The most consistent aspect of the Green Bay Packers this season had to be the play of the offensive line. For the most part, injuries were few and far between and they kept the pressure off Aaron Rodgers so that he could make some dazzling plays to get the Packers out of the 4-6 hole and into the NFC Championship Game. The offensive line comes in at the highest grade among the APC writers, with an A, so let’s take a look at how they stacked up individually.
STARTERS: Left Tackle - David Bakhtiari
Bakhtiari signed a 4-year, $51.67 million at the start of the season and didn’t disappoint. He was the Packers best lineman this season as he rarely gave up any pressures or sacks to Aaron Rodgers. According to Pro Football Focus, he gave up 20 pressures on the season and was the only left tackle in the NFL to give up less pressure than the quarterback he was protecting (Rodgers was credited with 23 of his own pressures). While the pass blocking was solid, he did struggle in the run game from time to time. With the Packers being forced to use Ty Montgomery at running back, running outside was a big part of the Packers run game and Bakhtiari struggled at hooking the edge or washing him down the line of scrimmage to create a cut back hole for the running back. It was still an excellent year for Bakhtiari and was well worth his extension. He will only get better in the coming years and the Packers are fortunate to have the blind side of Rodgers protected.
Left Guard – Lane Taylor
Taylor had one of the hardest jobs this season, replacing a three-time Pro Bowl player in Josh Sitton. From the day the Packers cut Sitton it was proclaimed as Taylor’s job to lose. Taylor stepped in and performed admirably throughout the season. I thought he was very overmatched at times in the run and pass game but was able to hold his own for most of the season. I see the Packers sticking with Taylor for at least another year to see how much he improved from this past season. However, I wouldn’t count out the Packers looking to the draft to find a guard to develop behind Taylor if he regresses in 2017.
Center – Corey Linsley
Linsley tore his hamstring back in April and missed the first seven games of the season. It looked as if he had lost his starting job to JC Tretter to the same circumstances when he took the starting job from Tretter three years ago, injury. Tretter came in and the Packers didn’t miss a beat and it would have been difficult for the Packers to mess with continuity and place Linsley back in the starting lineup. However, the injury bug hit Tretter again and it thrust Linsley back into his starting role. Once again, the Packers didn’t miss a beat and Linsley helped guide the Packers for the rest of the season. His run blocking looked to improve as he became more confident from the torn hamstring and was able to hold off most of the mammoth nose tackles for the passing game. The most underrated part of Linsley, and any center’s game, is the communication. Being back in the starting lineup, the Packers began getting better front, blitz and protection calls from Linsley. This communication is vital to any passing game and led the Packers to the best pass protection in the NFL.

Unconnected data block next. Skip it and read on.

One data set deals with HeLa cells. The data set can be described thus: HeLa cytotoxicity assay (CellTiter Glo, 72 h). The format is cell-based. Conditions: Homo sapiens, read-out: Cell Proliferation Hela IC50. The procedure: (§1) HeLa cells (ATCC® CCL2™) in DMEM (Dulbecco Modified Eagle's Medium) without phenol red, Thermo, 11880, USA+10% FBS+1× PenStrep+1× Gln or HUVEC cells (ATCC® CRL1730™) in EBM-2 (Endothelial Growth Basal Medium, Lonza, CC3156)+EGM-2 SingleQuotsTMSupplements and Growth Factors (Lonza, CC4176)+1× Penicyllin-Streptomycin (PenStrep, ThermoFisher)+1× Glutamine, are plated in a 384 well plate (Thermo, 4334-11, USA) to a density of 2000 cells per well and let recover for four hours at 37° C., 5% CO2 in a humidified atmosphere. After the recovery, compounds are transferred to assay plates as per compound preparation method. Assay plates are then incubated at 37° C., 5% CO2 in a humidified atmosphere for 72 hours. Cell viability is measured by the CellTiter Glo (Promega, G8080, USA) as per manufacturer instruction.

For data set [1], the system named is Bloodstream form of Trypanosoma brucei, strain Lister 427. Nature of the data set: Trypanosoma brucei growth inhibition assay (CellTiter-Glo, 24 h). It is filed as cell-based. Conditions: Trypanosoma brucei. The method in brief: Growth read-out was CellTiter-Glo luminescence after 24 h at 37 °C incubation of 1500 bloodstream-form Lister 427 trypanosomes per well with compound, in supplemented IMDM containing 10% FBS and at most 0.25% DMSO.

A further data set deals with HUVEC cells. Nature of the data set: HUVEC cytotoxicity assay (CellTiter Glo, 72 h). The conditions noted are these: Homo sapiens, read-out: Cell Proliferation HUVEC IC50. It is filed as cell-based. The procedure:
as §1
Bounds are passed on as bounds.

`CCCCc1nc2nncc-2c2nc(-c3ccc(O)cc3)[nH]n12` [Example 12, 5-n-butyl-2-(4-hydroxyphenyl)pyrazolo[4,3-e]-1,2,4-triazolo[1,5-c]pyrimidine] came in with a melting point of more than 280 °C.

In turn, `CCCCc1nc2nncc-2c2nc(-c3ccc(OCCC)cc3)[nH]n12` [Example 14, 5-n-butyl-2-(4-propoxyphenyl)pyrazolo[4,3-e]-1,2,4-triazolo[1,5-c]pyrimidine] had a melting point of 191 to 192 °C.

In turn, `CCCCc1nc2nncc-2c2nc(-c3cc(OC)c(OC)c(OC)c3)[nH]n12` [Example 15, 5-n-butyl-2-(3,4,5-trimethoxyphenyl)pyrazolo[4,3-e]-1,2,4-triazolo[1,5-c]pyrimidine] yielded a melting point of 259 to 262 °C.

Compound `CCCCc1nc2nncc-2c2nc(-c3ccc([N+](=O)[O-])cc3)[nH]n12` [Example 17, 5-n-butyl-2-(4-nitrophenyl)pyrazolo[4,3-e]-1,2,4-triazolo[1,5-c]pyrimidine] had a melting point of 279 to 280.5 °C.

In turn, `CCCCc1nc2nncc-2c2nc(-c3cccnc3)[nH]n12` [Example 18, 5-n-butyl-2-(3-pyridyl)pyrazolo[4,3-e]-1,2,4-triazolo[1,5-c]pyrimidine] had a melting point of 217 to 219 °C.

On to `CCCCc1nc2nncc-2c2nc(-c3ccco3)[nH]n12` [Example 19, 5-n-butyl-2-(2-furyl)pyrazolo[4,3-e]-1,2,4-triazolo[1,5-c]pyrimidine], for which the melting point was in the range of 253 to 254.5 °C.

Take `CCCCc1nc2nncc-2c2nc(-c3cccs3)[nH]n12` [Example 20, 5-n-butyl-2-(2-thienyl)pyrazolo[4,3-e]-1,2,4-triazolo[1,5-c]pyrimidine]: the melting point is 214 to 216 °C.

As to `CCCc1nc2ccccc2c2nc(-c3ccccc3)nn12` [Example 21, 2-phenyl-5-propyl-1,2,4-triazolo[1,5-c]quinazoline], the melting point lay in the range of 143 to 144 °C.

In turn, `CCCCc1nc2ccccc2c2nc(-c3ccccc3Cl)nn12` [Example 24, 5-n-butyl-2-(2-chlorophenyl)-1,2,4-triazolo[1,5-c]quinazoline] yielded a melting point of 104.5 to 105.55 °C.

Right Guard – T.J. Lang
By general comparison, offensive linemen are the most over looked and unappreciated players on the field. There is nothing glamorous or sexy about the position. It’s hard-nosed blue-collar type work that only few can accomplish. Over the past several years, T.J. Lang has even been underappreciated by offensive line standards. This year, he finally broke out of the mold and people around the league took notice. Lang had arguably his best season of his career and that led to a Pro Bowl nod in his eighth season. Lang has been a rock at the right guard position all year and was probably the best run blocker the Packers had this season. Lang is a free agent in March and I have to think he will be one of the top priorities for the Packers to resign. His leadership and ability are difficult to find and keeping an offensive line intact and working together year after year will only benefit the future for the Packers.